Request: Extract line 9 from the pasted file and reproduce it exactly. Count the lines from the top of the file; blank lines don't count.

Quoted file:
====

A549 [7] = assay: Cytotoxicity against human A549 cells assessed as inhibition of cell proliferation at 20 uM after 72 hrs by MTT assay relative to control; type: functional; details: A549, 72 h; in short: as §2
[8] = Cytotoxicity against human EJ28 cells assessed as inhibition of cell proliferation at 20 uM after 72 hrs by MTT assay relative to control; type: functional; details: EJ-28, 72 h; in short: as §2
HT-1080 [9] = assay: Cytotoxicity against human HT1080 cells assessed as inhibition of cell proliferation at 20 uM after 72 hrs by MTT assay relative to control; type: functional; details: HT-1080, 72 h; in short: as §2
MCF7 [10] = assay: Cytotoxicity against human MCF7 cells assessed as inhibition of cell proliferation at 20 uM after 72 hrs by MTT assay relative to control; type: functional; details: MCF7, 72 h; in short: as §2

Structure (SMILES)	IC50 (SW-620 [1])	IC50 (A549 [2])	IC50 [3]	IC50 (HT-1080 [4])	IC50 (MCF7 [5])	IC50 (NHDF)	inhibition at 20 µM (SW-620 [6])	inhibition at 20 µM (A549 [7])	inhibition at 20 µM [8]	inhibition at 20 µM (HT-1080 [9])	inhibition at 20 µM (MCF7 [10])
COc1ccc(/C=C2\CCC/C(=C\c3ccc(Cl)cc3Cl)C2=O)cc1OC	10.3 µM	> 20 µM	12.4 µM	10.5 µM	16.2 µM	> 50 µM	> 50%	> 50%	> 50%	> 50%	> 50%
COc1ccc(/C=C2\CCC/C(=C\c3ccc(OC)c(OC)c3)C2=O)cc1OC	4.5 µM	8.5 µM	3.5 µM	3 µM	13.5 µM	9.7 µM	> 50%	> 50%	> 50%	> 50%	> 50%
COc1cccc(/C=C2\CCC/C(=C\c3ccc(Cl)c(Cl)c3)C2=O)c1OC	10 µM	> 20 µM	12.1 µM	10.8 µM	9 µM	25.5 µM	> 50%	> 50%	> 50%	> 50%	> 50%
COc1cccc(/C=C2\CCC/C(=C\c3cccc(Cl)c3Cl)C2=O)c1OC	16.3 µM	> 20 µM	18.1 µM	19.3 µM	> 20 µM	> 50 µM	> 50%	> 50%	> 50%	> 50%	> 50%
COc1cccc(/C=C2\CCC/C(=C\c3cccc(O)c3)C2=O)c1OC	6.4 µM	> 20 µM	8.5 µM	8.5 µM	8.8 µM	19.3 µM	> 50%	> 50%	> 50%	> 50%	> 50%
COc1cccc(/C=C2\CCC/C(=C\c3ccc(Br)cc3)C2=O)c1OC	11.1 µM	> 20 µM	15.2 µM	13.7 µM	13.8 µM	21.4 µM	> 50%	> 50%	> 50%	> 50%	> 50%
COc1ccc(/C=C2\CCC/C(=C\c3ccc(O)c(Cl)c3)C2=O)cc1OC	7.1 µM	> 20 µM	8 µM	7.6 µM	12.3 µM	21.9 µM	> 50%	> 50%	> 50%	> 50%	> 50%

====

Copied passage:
COc1cccc(/C=C2\CCC/C(=C\c3cccc(Cl)c3Cl)C2=O)c1OC	16.3 µM	> 20 µM	18.1 µM	19.3 µM	> 20 µM	> 50 µM	> 50%	> 50%	> 50%	> 50%	> 50%